Confederate Veteran Magazine, November 1901, page 485-486

 

Historical Objectivity and Machines

Since the end of the war, the Southern historian’s view of the conflict was not considered objective unless “he accepts and proclaims the Northern (i.e., “national”) interpretation of Southern things.”

Bernhard Thuersam, Circa1865

 

Historical Objectivity and Machines

“Once, years ago, a Southern historian beckoned me aside and led me to a room . . . “Look,” he said. An enormous machine occupied about half the room, and a graduate assistant was feeding punch cards into it. With inhuman noise and precision, the machine was sorting the cards.

The historian closed the door upon the noise and, with a kind of Stonewall Jackson glint in his eye, explained. Documentation, he said – mere documentation – would never convince the North. Mere argument was futile.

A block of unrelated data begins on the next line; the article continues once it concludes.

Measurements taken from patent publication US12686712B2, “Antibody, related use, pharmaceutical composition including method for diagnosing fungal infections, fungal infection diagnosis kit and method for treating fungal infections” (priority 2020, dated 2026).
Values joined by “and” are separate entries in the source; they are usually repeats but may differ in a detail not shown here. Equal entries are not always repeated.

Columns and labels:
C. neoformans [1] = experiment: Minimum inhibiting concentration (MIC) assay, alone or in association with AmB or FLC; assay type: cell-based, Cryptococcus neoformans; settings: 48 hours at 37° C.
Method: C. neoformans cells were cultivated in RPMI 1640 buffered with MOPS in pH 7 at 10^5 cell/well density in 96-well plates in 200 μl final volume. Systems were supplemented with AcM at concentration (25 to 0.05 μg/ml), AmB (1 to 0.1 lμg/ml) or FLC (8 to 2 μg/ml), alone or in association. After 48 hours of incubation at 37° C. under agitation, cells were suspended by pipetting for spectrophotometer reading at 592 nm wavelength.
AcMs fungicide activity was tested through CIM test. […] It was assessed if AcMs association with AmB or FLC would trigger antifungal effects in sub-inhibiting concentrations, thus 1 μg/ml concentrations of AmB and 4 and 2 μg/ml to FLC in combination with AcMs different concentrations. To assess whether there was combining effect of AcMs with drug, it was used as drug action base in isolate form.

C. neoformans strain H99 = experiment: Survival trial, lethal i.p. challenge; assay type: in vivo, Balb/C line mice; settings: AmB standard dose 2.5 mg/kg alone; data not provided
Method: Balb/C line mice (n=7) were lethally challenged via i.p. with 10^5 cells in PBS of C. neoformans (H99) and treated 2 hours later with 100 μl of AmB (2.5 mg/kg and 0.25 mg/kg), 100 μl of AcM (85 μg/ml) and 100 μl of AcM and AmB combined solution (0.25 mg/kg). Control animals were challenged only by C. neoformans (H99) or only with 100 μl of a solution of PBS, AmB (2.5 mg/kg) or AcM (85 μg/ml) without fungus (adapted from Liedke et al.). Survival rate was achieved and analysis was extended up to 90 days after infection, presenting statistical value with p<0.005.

But if he could say, in a footnote to his forthcoming publication, that the figures in his statistical tables had been achieved by the assistance of a card-sorting machine (he would carefully cite the machine’s name and model), then the Yankees might hearken to both his documentation and his argument.

The machine, a guarantee of his “objectivity,” would remove his work from the area of suspicion that a study originating in the South would normally occupy.”

(Still Rebels, Still Yankees, and Other Essays, Donald Davidson, LSU Press, 1957, pp. 180-181)